The distribution of patients according to postoperative nausea and vomiting is given in table 3. The overall incidence of nausea was 19%, and that of vomiting was 10%. Nausea alone occurred in 73 (11%) patients, vomiting alone occurred in 13 (2%) patients, 53 (8%) patients suffered from both nausea and vomiting, while 532 (79%) were free from the complications. There was a strong association between the two outcomes. Among the 126 patients with nausea, 53 (42%) experienced vomiting. Conversely, among the 66 patients with vomiting, 53 (80%) had nausea. Postoperative nausea scores, expressed as area under the nausea–VAS time curve (AUC) was 2.9 ± 11.4 cm × h, mean VAS 0.32 ± 0.83 cm and VASmax 0.7 ± 1.8 cm. The time of the peak of VAS (Tmax) occurred at 2.4 ± 8.1 h postoperatively. Mean time of vomiting episodes was estimated at 10.1 ± 11.4 postoperative hours. By fitting the tetrachoric model (Dale model with no covariates), the parameters were highly significant (estimates ± SE): 1.43 ± 0.12 for nausea, 2.09 ± 0.15 for vomiting, and 3.55 ± 0.40 for the association, respectively (P < 0.0001). Thus, by taking the exponential of the association coefficient (3.55), the odds of vomiting for patients with nausea were about 35 times the odds of vomiting for patients without nausea, and vice versa , emphasizing the strong association between the two outcomes.
In table 4, a detailed distribution of postoperative nausea and/or vomiting is given according to type of surgery. A clear relationship can be seen between the two outcomes and type of surgery. Patients undergoing gynecologic (32%), abdominal (26%), maxillofacial (27%), plastic (25%), neurosurgical (24%) and urological (19%) surgical procedures had the highest incidences of PONV.
To identify among preoperative and perioperative risk factors those predictive of postoperative nausea and vomiting, we fitted the bivariate Dale model to the data set by including all covariates, namely, gender, age, BMI, nonsmoking status, history of migraine and of PONV, type of anesthesia, and duration and type of surgery (using ENT as the reference group). To control for postoperative factors, VAS pain parameters (AUC, mean VAS, VASmax, Tmax, and PVAS > 3) and analgesic drugs (morphine, paracetamol, and nonsteroidal antiinflammatory drugs) were also included in the Dale model. Patients with vascular surgery were excluded from the analysis because of a singularity in the maximum likelihood estimation process; this was explained by the fact that only one vascular patient experienced vomiting alone as seen in table 4. Results are displayed in table 5, which gives for each covariate and each outcome the estimated regression coefficient with its SE and corresponding P value. Positive coefficients are associated with an increased risk of developing the complication (OR > 1). Conversely, negative coefficients correspond to a protective effect against the complication (OR < 1).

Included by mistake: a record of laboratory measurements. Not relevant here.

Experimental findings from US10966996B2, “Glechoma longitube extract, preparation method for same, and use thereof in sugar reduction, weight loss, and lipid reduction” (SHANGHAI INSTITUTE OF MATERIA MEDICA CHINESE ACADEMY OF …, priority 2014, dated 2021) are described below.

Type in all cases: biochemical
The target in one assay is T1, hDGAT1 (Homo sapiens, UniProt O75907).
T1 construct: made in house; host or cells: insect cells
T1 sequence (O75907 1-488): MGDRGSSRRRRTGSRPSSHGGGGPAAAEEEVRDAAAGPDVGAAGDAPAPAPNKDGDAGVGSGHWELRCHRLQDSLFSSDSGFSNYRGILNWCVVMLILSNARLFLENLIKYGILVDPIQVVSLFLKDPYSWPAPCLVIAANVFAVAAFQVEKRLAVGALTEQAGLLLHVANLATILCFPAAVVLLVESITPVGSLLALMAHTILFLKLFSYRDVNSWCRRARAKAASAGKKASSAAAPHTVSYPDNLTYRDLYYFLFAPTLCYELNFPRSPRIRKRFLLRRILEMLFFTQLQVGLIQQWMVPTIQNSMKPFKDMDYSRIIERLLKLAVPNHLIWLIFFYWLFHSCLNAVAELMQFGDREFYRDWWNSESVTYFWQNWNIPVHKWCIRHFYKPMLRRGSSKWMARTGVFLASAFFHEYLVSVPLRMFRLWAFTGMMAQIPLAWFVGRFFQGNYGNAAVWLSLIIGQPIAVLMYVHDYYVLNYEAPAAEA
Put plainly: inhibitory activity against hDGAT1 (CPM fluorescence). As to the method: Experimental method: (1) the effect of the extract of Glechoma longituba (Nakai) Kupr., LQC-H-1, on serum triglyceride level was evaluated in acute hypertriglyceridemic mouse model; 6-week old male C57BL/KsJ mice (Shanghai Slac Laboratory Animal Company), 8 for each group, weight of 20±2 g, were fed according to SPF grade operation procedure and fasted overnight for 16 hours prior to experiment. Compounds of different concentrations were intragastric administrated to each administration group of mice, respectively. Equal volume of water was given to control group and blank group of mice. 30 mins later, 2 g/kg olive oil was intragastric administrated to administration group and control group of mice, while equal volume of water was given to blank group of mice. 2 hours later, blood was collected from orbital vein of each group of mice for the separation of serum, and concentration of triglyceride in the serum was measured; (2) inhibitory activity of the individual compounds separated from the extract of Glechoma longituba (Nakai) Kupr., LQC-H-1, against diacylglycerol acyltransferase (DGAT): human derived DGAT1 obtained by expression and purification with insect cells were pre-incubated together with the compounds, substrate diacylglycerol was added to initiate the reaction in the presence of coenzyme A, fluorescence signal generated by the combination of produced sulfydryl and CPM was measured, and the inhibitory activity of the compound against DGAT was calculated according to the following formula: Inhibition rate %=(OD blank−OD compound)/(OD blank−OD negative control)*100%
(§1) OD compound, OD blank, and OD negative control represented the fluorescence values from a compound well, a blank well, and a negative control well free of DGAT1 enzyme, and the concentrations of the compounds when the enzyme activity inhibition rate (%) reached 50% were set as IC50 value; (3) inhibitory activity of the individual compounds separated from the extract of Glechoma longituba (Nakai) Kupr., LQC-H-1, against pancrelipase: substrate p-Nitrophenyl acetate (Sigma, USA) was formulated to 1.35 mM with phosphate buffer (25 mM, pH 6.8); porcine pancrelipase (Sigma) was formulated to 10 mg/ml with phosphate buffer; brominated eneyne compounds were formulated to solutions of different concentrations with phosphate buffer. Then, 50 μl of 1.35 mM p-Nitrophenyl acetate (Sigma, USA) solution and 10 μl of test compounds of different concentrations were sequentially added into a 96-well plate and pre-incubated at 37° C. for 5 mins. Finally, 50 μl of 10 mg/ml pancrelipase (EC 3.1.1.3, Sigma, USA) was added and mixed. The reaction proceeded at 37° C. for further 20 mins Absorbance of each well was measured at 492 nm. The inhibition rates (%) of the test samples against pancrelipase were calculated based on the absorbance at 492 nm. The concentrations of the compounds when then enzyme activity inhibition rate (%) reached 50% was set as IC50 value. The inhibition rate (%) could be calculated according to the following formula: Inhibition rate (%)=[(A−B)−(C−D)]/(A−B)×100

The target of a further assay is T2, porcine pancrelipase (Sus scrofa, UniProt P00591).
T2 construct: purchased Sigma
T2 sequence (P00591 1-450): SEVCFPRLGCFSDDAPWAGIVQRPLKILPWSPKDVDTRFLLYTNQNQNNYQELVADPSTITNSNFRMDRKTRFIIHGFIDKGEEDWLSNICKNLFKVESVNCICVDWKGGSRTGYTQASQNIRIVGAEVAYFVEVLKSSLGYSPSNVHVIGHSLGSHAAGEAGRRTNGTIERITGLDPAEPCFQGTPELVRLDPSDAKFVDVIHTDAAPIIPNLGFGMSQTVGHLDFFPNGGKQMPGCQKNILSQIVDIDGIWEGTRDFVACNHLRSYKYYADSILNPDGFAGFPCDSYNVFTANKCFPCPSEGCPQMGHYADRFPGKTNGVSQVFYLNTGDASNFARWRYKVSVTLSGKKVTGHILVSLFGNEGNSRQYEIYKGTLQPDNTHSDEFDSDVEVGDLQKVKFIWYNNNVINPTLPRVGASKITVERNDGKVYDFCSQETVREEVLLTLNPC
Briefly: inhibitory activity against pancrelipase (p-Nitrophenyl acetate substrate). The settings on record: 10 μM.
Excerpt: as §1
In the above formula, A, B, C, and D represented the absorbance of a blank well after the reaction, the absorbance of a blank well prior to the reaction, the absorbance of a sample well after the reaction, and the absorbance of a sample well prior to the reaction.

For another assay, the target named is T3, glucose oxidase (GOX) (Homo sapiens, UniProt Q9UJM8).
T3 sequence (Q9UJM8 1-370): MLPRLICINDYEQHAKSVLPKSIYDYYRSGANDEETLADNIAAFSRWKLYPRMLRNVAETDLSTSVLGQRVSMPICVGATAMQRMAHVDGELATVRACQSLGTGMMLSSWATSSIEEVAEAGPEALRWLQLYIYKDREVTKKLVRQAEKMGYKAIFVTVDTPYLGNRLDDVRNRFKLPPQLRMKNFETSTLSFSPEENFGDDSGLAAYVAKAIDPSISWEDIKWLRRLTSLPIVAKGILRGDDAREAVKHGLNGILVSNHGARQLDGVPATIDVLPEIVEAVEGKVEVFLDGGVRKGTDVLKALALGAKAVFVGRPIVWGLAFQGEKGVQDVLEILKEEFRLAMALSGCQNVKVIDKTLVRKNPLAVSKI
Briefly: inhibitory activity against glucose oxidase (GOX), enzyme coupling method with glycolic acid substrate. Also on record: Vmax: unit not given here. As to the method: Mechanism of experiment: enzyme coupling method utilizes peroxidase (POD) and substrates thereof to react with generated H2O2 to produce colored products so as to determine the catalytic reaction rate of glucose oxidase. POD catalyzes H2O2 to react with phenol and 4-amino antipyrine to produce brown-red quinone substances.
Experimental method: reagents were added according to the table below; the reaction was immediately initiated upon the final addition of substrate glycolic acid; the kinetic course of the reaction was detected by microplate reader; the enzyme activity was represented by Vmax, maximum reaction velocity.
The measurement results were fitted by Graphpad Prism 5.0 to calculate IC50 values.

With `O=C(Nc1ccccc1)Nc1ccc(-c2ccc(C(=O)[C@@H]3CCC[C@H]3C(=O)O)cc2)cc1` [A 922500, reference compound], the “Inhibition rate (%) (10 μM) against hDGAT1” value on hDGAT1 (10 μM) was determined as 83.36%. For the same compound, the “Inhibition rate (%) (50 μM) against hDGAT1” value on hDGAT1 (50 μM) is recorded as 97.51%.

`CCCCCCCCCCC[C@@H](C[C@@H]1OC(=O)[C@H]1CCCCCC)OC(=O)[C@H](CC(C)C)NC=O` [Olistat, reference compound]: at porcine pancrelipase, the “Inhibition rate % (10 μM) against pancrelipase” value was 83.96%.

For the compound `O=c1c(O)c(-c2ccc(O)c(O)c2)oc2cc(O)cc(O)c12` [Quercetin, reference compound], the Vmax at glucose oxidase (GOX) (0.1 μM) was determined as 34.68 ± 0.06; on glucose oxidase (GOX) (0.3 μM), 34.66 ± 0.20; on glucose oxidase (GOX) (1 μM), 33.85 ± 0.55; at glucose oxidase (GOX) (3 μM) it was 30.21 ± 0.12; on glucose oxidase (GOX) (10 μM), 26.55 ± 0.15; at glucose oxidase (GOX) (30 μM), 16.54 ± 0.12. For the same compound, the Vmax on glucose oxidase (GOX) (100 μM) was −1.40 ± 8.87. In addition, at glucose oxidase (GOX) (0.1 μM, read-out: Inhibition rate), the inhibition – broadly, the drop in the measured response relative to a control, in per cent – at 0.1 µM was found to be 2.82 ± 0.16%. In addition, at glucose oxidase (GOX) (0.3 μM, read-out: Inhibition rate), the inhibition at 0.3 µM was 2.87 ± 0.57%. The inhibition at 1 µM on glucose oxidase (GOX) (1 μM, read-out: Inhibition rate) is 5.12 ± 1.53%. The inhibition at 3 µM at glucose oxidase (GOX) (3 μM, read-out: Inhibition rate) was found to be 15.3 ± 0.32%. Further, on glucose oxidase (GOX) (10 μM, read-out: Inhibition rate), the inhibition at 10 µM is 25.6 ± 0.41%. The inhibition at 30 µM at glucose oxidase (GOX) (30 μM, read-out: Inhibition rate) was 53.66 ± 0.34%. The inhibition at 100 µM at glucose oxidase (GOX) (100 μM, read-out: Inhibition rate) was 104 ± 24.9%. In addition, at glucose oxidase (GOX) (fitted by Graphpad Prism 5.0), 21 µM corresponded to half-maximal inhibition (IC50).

It is seen that female gender, nonsmoking status, and general anesthesia are significantly related to both nausea and vomiting. Specifically, women are at greater risk of nausea (OR = 2.69; 1.38–5.24) and of vomiting (OR = 3.78; 1.51–9.50) than men. The same argument applies for nonsmokers who are more likely to develop the complications than smokers: nausea (OR = 2.41; 1.26–4.60) and vomiting (OR = 3.0; 1.35–6.71). Patients undergoing general anesthesia have an increased risk of nausea (OR = 2.51; 1.10–5.72) and of vomiting (OR = 3.67; 1.25–10.8) when compared to patients undergoing locoregional anesthesia. Among anesthesia-related factors, maintenance of anesthesia with propofol did not alter the risk for nausea and/or vomiting (P = 0.61). Patients who had nausea or vomiting received a similar amount of sufentanil throughout the perioperative period as patients without these symptoms (P = 0.74).
History of migraine was almost significantly related to nausea (P = 0.052) but not to vomiting (P = 0.63). Duration of surgery was unrelated to outcomes. Overall, however, the type of surgery was significantly associated with nausea but not with vomiting, except for urological procedures (P = 0.037). As seen in table 5, patients undergoing gynecological (P = 0.0082), urological (P = 0.022), abdominal (P = 0.028), and, to a lesser extent, neurologic (P = 0.074), ophthalmologic (P = 0.074), or maxillofacial (P = 0.066) surgery had an increased risk of developing nausea but not vomiting when compared to ENT patients.
It should be noted that postoperative morphine doses were slightly more significantly associated with vomiting (OR = 1.02;P = 0.029) than with nausea (OR = 1.01;P = 0.05), while pain parameters were not significant. More importantly, in the full Dale model, the association parameter between nausea and vomiting was still highly significant (3.74 ± 0.54;P < 0.0001) but was unrelated to the covariates. Thus, even when accounting for covariates, the two outcomes remained strongly dependent on each other (i.e. , they most often did and did not occur together).
Although risk factors for postoperative nausea are generally assumed as being the same as those for vomiting, the present study made a clear distinction between the two events, considered as two different end points. 3,6,8,11Indeed, we found that some risk factors were predictive of both nausea and vomiting (female gender, nonsmoking status, general anesthesia) but that history of migraine and type of surgery, with the exception of urology, were solely related to nausea. There was a clear relationship between nausea and vomiting. In the present study, the overall incidence rate for nausea amounted to 19%, and that for vomiting amounted to 10%. Approximately half of the patients with nausea suffered also from vomiting. This is in accordance with the survey performed by Koivuranta et al. 8
The importance of female gender is well estab-lished and appears as the most important predictor of PONV. 3–6,9–12,20In our survey, nonsmoking status increased both the incidence of nausea and vomiting, as already demonstrated by others. 6,8,11,13,21,22History of migraine majored nausea without any influence on vomiting. 8